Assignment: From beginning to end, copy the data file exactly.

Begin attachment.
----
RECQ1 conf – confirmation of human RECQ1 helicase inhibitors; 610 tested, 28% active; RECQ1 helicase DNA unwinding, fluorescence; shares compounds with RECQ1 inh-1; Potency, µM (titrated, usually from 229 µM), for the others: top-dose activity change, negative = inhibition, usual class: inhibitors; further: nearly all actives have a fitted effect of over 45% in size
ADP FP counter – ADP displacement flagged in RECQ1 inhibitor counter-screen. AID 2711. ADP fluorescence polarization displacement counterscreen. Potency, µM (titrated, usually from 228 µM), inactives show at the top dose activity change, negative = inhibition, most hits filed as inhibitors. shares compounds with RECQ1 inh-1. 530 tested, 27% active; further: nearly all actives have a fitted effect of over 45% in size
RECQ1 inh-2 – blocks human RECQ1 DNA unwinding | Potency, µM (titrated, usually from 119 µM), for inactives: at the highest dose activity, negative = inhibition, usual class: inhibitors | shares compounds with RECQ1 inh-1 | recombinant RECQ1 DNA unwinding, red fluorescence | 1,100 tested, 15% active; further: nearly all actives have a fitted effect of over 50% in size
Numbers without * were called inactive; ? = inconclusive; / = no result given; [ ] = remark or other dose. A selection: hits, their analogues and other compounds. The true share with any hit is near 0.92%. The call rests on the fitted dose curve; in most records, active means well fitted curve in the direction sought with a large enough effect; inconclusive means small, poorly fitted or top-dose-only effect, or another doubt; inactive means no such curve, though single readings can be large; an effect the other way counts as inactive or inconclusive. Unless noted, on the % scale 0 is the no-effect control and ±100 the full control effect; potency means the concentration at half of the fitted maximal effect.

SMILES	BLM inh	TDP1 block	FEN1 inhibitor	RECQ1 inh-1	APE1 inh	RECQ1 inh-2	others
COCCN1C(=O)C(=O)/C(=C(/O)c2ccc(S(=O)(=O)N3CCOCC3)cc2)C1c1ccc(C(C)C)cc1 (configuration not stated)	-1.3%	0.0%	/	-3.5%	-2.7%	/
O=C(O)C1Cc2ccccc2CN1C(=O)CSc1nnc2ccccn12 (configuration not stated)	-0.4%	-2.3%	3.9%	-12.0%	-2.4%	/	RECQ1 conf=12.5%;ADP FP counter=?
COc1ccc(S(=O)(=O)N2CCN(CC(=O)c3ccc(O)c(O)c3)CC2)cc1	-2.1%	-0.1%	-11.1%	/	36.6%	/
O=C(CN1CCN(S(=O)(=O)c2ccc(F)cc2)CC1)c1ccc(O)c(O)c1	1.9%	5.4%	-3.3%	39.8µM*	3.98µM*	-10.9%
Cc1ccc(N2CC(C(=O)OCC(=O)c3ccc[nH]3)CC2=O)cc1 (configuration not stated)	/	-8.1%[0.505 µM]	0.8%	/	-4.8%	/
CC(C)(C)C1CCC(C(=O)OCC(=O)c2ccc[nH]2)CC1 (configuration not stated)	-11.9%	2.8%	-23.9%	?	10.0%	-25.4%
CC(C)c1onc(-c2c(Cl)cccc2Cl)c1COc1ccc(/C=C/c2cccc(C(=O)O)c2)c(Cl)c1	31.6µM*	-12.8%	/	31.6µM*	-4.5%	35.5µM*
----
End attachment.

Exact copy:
RECQ1 conf – confirmation of human RECQ1 helicase inhibitors; 610 tested, 28% active; RECQ1 helicase DNA unwinding, fluorescence; shares compounds with RECQ1 inh-1; Potency, µM (titrated, usually from 229 µM), for the others: top-dose activity change, negative = inhibition, usual class: inhibitors; further: nearly all actives have a fitted effect of over 45% in size
ADP FP counter – ADP displacement flagged in RECQ1 inhibitor counter-screen. AID 2711. ADP fluorescence polarization displacement counterscreen. Potency, µM (titrated, usually from 228 µM), inactives show at the top dose activity change, negative = inhibition, most hits filed as inhibitors. shares compounds with RECQ1 inh-1. 530 tested, 27% active; further: nearly all actives have a fitted effect of over 45% in size
RECQ1 inh-2 – blocks human RECQ1 DNA unwinding | Potency, µM (titrated, usually from 119 µM), for inactives: at the highest dose activity, negative = inhibition, usual class: inhibitors | shares compounds with RECQ1 inh-1 | recombinant RECQ1 DNA unwinding, red fluorescence | 1,100 tested, 15% active; further: nearly all actives have a fitted effect of over 50% in size
Numbers without * were called inactive; ? = inconclusive; / = no result given; [ ] = remark or other dose. A selection: hits, their analogues and other compounds. The true share with any hit is near 0.92%. The call rests on the fitted dose curve; in most records, active means well fitted curve in the direction sought with a large enough effect; inconclusive means small, poorly fitted or top-dose-only effect, or another doubt; inactive means no such curve, though single readings can be large; an effect the other way counts as inactive or inconclusive. Unless noted, on the % scale 0 is the no-effect control and ±100 the full control effect; potency means the concentration at half of the fitted maximal effect.

SMILES	BLM inh	TDP1 block	FEN1 inhibitor	RECQ1 inh-1	APE1 inh	RECQ1 inh-2	others
COCCN1C(=O)C(=O)/C(=C(/O)c2ccc(S(=O)(=O)N3CCOCC3)cc2)C1c1ccc(C(C)C)cc1 (configuration not stated)	-1.3%	0.0%	/	-3.5%	-2.7%	/
O=C(O)C1Cc2ccccc2CN1C(=O)CSc1nnc2ccccn12 (configuration not stated)	-0.4%	-2.3%	3.9%	-12.0%	-2.4%	/	RECQ1 conf=12.5%;ADP FP counter=?
COc1ccc(S(=O)(=O)N2CCN(CC(=O)c3ccc(O)c(O)c3)CC2)cc1	-2.1%	-0.1%	-11.1%	/	36.6%	/
O=C(CN1CCN(S(=O)(=O)c2ccc(F)cc2)CC1)c1ccc(O)c(O)c1	1.9%	5.4%	-3.3%	39.8µM*	3.98µM*	-10.9%
Cc1ccc(N2CC(C(=O)OCC(=O)c3ccc[nH]3)CC2=O)cc1 (configuration not stated)	/	-8.1%[0.505 µM]	0.8%	/	-4.8%	/
CC(C)(C)C1CCC(C(=O)OCC(=O)c2ccc[nH]2)CC1 (configuration not stated)	-11.9%	2.8%	-23.9%	?	10.0%	-25.4%
CC(C)c1onc(-c2c(Cl)cccc2Cl)c1COc1ccc(/C=C/c2cccc(C(=O)O)c2)c(Cl)c1	31.6µM*	-12.8%	/	31.6µM*	-4.5%	35.5µM*